Serving them wrong; serving them right; Minnesota and the homeless vet; a son, a father, and a secret; art and junk.
1) SERVING THEM WRONG
The two American hikers — one of whom has Minnesota roots — who’ve been held in an Iranian prison for two years, are being released today. They, along with a third companion, were arrested while traveling in Iraq, accused and convicted by Iran of spying and entering the country illegally. Good for them, good for their families who have had to live two years wondering about their children and siblings. Surely, any parent can understand.
And yet, this comment, posted recently on Huffington Post, is fairly typical of many that have accompanied this story:
They had teaching jobs in an Arab country. IMHO anyone stupid enough to teach in an Arab country and go sightseeing is not the brightest bulb in the box. I heard for their next vacation they were going to the border of N.Korea to find a Korean take out, and after that going to Mexico to take pictures of the drug cartel.
“Good. Maybe it’ll knock some sense into them,” a NewsCut reader said when the pair was sentenced to 8 years in prison, apparently unaware of the irony.
True, young people — and an old one or two — do some pretty dumb things, but 8 years in one of the world’s most despicable prisons is a poor parenting technique.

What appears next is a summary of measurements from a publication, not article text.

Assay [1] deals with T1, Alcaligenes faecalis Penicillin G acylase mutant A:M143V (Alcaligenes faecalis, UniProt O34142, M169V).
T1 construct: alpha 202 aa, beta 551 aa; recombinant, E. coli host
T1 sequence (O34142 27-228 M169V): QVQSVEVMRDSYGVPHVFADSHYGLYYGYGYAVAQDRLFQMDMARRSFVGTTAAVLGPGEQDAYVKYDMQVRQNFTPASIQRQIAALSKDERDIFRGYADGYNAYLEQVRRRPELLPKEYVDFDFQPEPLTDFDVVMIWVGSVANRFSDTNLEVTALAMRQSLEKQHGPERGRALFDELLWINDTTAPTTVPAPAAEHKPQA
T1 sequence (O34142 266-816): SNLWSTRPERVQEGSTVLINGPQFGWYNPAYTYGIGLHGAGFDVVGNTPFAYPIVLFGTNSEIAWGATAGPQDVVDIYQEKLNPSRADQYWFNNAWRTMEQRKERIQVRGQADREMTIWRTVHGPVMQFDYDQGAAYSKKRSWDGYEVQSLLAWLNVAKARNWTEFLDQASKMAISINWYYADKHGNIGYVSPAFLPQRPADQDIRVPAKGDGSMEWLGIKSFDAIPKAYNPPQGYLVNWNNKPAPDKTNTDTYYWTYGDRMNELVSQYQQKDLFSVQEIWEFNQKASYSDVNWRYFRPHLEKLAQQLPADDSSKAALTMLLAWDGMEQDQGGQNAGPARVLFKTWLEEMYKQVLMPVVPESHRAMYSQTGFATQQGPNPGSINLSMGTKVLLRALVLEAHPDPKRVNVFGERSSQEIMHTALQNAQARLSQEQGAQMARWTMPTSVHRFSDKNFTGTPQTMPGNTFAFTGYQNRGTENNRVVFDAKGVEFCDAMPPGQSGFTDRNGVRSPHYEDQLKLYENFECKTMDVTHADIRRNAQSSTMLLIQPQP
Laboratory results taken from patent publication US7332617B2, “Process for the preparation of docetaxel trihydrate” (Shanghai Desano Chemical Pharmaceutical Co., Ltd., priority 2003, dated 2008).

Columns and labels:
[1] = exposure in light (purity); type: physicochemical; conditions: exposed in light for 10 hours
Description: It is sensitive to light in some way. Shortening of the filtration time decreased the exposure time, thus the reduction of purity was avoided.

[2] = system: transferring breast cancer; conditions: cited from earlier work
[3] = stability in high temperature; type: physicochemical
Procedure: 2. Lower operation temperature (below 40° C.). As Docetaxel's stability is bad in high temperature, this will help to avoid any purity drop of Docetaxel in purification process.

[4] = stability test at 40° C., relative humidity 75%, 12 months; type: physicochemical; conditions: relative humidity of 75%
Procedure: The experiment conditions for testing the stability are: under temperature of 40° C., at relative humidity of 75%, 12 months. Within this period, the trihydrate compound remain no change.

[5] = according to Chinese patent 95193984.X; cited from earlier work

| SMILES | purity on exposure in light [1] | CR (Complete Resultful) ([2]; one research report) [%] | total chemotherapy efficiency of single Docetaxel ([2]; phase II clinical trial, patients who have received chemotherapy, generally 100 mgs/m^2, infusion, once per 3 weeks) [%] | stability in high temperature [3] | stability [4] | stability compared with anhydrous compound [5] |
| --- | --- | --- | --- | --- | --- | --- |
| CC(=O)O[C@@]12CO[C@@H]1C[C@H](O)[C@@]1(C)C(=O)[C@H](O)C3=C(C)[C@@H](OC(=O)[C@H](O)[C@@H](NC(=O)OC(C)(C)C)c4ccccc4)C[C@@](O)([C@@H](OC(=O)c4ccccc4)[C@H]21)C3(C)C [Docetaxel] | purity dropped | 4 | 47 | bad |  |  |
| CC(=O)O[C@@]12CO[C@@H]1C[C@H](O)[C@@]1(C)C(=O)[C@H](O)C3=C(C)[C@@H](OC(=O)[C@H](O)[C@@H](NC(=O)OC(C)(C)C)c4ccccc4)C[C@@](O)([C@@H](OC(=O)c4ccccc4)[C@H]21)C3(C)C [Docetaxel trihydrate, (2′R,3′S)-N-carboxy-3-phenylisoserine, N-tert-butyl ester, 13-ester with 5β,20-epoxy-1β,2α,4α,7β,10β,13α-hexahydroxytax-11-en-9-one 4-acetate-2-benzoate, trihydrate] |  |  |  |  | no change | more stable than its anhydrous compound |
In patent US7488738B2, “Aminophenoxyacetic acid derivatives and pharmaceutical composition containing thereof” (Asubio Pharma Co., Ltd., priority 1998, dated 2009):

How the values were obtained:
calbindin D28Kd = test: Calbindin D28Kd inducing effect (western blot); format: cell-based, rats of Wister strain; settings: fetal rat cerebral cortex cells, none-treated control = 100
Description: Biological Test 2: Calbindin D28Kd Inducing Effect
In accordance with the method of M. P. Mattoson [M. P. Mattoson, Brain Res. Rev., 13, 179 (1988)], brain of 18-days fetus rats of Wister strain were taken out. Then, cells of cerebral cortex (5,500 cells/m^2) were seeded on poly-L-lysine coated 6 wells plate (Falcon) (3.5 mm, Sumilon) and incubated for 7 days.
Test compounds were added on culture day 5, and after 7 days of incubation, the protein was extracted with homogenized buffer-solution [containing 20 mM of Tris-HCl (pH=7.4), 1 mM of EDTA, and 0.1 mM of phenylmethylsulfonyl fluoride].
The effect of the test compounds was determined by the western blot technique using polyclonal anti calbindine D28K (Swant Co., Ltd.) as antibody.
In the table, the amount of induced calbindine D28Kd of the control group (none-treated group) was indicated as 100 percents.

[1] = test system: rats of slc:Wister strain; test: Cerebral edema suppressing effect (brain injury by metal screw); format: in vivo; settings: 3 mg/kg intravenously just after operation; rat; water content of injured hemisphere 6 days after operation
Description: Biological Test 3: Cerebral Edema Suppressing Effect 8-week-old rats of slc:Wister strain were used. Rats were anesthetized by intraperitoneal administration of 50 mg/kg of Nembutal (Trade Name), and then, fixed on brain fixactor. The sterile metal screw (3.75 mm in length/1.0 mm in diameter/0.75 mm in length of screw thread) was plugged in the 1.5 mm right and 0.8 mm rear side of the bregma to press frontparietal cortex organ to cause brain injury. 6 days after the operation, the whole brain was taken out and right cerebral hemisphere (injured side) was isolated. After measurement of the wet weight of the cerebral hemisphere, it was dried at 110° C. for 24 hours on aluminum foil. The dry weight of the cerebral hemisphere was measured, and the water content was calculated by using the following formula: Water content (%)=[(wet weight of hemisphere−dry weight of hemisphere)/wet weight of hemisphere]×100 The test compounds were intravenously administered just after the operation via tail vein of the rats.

We hear this “serves them right” mentality often when someone is stranded in the wilderness. “Serves them right,” for going there in the first place, the charge goes.
We heard it when young people were dying in the streets in violence in Washington, DC years ago, we heard it when homeowners in the Red River Valley valiantly struggled against the river for several springs.
Nancy Eshelman, who writes a column for the Harrisburg Patriot-News, wrote a 2010 article about the cancer death of her son, acknowledging he’d served time in prison for a motorcycle DUI that a left a man dead.
But he was my son, my baby, and I treasure every minute of these past months. After 56 days in a hospital, he spent his remaining time in a hospital bed in my living room. We reminisced. We watched mindless TV; celebrated Thanksgiving and Christmas. We said, “I love you.” He said “thank you” more times than I can remember.